• One of the things the Federal Trade Commission (FTC) looks at is what people pay to join and what that money actually pays for. We’ll talk about this again in a moment. So a high initial investment is a big red flag that’ll bring unwanted government scrutiny.

Even some affiliate programs require a small enrollment fee. Remember what I said in my article What Am I Paying For? It’s up to you to determine if this is affordable and fair.

High Buy-In:

When I first got started in the home business industry (in the early 1990s), the going rate for a “biz in a box” buy in was $500. They explained that this price was determined based on basic psychology of the average adult. What people get for free or cheap, they don’t value. Somehow, $500 was determined to be the “just right price” between being perceived as “too expensive” and being perceived as “not valuable.”

Since that time, I’ve seen travel businesses in the network marketing (MLM) industry go for as much as $3000! I said then and I’ll say today – even when I’ve made money in this industry – that anyone who has that much money to blow on a home business “has more money than they do sense.”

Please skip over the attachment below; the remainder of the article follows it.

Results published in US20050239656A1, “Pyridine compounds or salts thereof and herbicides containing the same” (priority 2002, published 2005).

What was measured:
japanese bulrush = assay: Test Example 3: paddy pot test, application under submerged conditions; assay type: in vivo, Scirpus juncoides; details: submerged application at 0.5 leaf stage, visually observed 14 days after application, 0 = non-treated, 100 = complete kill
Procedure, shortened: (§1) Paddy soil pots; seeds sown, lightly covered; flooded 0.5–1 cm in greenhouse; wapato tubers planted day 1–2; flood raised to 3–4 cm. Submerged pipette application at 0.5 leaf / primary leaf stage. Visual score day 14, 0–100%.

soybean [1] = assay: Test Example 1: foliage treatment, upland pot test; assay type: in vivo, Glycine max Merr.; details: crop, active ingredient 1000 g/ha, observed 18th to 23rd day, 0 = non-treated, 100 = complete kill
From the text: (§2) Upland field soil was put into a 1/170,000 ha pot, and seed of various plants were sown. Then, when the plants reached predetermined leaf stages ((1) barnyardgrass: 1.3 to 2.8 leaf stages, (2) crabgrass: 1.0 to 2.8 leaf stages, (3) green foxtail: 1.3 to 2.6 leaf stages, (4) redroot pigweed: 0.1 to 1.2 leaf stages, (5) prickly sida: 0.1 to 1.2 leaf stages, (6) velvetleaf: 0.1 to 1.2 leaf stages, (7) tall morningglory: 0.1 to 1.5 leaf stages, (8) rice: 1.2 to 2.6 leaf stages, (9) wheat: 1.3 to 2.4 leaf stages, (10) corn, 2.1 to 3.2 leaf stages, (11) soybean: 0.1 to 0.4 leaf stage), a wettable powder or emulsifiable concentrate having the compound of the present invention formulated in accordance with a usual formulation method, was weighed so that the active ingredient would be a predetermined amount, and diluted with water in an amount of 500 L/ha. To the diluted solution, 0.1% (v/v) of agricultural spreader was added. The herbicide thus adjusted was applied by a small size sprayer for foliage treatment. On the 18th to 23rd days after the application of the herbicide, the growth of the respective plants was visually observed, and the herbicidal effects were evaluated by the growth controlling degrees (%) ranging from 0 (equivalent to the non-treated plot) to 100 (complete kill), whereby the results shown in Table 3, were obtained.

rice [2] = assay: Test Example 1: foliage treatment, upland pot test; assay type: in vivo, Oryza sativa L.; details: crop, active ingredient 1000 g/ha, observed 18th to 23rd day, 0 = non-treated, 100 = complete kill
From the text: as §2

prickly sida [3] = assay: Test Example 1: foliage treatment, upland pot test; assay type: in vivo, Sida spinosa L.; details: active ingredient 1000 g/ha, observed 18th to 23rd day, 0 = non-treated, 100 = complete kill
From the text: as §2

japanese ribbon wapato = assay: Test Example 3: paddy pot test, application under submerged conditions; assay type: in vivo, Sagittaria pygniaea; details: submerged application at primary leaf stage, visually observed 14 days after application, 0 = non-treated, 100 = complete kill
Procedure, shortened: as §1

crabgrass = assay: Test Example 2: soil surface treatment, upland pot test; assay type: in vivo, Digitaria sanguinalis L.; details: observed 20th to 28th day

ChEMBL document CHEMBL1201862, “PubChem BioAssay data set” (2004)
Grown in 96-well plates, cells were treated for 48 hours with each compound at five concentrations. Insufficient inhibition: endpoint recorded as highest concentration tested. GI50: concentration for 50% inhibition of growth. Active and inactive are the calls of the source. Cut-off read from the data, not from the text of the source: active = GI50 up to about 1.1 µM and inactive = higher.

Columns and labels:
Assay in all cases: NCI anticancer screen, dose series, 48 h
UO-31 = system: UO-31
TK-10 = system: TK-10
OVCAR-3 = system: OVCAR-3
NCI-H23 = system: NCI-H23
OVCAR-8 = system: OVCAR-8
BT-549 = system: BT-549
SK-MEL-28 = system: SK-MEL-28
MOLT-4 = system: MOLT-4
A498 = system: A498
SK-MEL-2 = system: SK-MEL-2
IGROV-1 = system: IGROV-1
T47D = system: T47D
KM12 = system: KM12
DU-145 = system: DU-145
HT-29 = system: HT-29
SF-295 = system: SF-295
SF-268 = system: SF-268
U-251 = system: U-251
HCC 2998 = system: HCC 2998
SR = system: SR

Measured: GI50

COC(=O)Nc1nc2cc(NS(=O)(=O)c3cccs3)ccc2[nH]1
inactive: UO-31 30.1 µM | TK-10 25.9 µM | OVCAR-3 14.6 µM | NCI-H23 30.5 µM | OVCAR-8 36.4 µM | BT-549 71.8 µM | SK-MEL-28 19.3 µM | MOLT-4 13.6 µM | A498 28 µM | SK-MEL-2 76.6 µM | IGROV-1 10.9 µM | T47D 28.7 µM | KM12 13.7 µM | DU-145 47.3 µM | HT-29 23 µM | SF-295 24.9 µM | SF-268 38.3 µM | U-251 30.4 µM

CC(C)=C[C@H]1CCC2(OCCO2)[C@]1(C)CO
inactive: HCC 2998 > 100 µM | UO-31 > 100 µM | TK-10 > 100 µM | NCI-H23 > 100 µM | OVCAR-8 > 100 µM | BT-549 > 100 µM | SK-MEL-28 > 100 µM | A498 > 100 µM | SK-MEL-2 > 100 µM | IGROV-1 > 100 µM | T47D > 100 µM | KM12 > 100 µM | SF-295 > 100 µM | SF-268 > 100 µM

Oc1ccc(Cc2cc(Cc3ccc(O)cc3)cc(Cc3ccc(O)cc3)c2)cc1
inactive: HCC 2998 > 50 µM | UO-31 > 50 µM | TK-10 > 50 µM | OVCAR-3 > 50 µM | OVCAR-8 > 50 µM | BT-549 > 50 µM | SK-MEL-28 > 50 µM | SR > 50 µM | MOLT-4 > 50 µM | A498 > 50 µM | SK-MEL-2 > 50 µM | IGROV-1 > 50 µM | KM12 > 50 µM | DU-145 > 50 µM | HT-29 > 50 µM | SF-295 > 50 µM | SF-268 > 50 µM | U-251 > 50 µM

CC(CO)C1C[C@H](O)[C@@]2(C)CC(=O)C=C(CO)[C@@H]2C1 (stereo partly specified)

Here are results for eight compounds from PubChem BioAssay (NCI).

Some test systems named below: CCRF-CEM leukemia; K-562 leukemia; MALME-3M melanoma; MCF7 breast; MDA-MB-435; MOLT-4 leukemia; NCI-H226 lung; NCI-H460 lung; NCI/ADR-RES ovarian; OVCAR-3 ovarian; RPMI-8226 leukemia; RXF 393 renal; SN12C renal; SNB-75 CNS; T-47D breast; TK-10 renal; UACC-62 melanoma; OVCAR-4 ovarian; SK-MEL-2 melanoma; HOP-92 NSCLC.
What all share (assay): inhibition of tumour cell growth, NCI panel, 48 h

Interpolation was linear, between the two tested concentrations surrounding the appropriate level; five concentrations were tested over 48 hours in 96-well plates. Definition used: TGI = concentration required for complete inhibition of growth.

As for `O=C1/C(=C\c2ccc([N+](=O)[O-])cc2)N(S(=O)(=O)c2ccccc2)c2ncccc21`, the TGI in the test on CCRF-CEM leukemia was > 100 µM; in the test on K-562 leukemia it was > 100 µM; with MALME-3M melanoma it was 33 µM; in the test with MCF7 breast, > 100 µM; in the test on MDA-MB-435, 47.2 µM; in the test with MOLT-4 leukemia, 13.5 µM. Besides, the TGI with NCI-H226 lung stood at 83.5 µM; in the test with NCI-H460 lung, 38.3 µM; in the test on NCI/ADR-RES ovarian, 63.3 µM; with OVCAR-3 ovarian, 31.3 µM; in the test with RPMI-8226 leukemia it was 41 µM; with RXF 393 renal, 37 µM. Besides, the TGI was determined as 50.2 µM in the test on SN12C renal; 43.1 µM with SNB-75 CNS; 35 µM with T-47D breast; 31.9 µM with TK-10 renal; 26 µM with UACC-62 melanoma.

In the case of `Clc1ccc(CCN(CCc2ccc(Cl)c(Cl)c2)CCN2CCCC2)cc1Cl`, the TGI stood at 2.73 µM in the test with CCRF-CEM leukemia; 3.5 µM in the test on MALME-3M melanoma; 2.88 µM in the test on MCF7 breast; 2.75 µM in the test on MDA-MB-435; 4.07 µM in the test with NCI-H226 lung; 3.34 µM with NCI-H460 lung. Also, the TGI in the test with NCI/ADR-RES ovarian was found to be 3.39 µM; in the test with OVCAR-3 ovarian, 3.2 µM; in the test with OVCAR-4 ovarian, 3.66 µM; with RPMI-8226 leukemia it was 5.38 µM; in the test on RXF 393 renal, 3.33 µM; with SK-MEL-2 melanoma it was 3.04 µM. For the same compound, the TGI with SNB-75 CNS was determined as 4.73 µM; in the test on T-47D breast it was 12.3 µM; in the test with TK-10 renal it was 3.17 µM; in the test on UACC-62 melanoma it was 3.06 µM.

Of course, that’s not the norm… The average “high buy-in” company will still cost anywhere from $300 or so, to as much as $1200.

Again, you need to determine for yourself, AFTER you’ve looked at all other components of this business model, whether or not the initial cost is affordable and fair. AND you need to decide whether it’s a fair price for whomever your potential customers and/or partners will be.

But the Federal Trade Commission (FTC) wants to make sure that a company isn’t just making money from, nor paying it’s representatives from, the buy-in payments. If you or your company is making money off the sale of “business kits” or “enrollment fees” the FTC will shut you down as a Ponzi scam faster than you can say… well, Ponzi! The company and its reps must be paid from the sale of legitimate products and/or services, even if they’re digital (online). So, remember that, according to the FTC, profits from the sale of products and/or services is the only legitimate means from which to earn income from home.

That’s why we’ll talk about recurring costs in the next article.